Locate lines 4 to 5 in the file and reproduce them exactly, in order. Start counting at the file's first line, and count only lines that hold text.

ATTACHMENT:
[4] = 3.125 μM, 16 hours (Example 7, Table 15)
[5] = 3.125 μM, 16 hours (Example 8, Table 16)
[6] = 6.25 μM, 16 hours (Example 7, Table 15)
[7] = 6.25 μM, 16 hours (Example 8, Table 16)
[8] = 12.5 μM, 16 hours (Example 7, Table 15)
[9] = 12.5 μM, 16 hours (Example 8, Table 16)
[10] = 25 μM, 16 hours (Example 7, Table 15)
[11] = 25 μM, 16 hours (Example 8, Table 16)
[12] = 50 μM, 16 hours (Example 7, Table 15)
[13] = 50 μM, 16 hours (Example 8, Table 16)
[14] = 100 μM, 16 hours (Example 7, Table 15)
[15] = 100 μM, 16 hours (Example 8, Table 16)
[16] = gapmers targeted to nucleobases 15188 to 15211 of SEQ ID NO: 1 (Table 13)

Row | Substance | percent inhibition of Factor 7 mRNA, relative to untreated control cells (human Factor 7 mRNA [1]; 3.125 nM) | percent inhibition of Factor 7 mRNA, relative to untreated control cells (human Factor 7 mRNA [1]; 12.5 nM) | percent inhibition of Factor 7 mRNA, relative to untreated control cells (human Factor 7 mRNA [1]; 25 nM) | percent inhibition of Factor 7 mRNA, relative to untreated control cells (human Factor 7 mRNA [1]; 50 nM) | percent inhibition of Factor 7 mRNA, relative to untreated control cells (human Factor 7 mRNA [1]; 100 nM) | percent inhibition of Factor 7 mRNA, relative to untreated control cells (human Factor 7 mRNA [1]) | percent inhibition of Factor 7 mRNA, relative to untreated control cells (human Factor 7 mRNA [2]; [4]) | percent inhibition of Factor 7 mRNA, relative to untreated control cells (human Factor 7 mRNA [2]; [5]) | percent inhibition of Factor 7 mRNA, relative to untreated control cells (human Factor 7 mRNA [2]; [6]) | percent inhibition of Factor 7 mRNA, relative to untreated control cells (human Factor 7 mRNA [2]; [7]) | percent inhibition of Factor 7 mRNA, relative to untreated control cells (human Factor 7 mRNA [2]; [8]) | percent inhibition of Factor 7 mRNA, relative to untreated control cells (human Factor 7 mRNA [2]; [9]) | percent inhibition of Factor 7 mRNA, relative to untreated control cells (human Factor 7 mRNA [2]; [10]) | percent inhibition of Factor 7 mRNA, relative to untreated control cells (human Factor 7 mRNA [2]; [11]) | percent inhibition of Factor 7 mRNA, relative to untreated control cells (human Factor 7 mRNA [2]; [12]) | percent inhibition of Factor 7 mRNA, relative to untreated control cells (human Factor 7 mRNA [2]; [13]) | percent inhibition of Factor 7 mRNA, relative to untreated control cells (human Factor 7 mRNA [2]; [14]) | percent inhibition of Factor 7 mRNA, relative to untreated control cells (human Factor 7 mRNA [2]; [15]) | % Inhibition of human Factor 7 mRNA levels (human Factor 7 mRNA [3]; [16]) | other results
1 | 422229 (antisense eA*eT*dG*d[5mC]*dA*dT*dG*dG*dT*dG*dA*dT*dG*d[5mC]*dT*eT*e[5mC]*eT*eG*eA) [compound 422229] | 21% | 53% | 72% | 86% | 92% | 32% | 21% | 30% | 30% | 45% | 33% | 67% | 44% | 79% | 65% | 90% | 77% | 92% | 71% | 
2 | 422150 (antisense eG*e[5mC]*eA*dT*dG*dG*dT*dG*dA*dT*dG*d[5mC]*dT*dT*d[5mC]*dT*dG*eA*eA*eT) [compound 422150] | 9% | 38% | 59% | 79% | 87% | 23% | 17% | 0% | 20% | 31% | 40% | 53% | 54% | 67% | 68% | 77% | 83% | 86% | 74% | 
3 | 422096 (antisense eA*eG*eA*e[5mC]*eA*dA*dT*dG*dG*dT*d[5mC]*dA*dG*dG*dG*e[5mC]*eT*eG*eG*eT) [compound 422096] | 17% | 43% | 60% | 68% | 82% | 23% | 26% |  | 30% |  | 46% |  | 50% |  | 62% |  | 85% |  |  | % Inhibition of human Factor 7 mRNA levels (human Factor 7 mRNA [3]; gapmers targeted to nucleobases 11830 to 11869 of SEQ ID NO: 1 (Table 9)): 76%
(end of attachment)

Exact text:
[7] = 6.25 μM, 16 hours (Example 8, Table 16)
[8] = 12.5 μM, 16 hours (Example 7, Table 15)